Traditionally ponies would have been used on the croft [traditional smallholding] for general-work; tasks such as carrying, especially peat, which was used for burning for heating and cooking (see blog about peats). Oxen were the preferred choice for ploughing, although not exclusively used as ponies could pull ploughs too. In the days before our road network, ponies provided good transport overland where a boat couldn’t be used.
Ponies were also exported to overseas markets and used in mines – their small stature and strength making them perfect in narrow confines and mine shafts. In the 1850s new legislation banned the use of children in coal mines. As a result, ‘pit-ponies’ were introduced to mines. Black, male Shetland ponies were the ideal ‘small-horse’ for the job as they were very strong, capable of carrying twice their own weight and able to fit into narrow, dark and dusty mine-shafts. George Low (visiting Shetland in 1774) described them as being “excellent work beasts, capable of enduring much fatigue”. Over the years, thousands of ponies were sent to the mines throughout Britain and America, working underground, hauling carts. The last mine using ponies closed in 1971 and was in America.
During the 17th and 18th centuries, ponies were hired out to Dutch fishermen at a rate of a stiver a mile to provide the seamen with some exercise. Doctors who travelled with the Dutch fleets encouraged this type of activity for the men who went ashore after months at sea. One incident tells of a tragic accident when one of the ponies failed to stop whilst racing up to the Knab in Lerwick. Both rider and pony went over the cliffs and to this day, the spot is still known as the ‘Dutchman’s leap’.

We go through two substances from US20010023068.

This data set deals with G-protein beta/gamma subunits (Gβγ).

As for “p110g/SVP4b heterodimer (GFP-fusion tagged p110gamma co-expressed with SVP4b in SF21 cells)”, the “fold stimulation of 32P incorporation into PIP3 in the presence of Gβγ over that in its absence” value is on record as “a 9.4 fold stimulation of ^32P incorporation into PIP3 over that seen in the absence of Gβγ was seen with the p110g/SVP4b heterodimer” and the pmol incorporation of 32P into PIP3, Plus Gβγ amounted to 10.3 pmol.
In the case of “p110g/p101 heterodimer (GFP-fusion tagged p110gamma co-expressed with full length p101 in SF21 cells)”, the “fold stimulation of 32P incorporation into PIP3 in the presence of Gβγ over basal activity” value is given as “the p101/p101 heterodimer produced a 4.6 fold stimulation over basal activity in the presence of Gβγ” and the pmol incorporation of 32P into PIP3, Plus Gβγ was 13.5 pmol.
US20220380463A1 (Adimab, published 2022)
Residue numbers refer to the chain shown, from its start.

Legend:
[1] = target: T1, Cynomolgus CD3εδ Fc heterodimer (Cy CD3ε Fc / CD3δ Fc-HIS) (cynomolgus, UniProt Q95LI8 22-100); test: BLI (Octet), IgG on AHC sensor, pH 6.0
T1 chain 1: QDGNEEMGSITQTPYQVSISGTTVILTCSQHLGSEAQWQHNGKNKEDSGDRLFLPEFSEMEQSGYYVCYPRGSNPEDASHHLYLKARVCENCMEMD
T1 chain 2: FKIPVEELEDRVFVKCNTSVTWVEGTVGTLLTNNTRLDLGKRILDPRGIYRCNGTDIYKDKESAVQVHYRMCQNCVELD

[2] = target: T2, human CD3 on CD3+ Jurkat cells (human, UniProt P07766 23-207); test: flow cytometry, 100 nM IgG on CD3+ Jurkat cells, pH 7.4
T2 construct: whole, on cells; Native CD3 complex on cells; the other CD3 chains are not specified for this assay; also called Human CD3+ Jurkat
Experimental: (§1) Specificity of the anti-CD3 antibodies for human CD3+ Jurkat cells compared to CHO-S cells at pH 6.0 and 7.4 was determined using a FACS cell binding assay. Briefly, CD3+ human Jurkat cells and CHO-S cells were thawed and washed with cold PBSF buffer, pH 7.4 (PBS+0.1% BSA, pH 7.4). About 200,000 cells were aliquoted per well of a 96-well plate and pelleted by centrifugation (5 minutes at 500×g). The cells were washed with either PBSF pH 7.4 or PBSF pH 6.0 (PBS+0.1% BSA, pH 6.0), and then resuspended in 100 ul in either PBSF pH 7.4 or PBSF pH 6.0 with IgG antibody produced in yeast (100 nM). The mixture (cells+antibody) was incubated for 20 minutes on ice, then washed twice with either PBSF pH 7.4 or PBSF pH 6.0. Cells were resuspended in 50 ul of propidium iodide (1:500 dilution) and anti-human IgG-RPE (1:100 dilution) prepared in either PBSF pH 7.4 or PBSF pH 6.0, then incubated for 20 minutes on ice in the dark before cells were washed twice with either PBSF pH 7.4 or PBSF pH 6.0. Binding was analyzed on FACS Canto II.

As with any breed, regulations keep close scrutiny on the stock and ensure that the breed remains true. The Shetland Pony Stud Book Society was formed in 1890 with an aim of ensuring purity and retaining a high-quality animal. ‘Jack of Noss’ was the first pony to be logged in the Stud Book and most ponies today can be traced back to his ancestry. Noss (an island off Shetland’s east coast, at the back of Bressay) was a large pony breeding stud in the 19th century. Operated by the Marquis of Londonderry, they exported the majority of ponies from Shetland at that time, although other studs did export, including many from Berry Farm in Tingwall. Today every pony bred in Shetland must have a microchip and passport in order to confirm authenticity.
Shetland ponies are ideal for learning children how to ride. Photo shows Melody Goodlad at the Viking Show.
Shetland ponies are still immensely popular today, with over 100 breeders still active and around 1,000 ponies in the islands. Although mechanisation has replaced them on the croft, they are still used for riding. They are very good for teaching children how to ride as they are small, gentle and (generally!) good-tempered, providing a good starting point for those wishing to ride.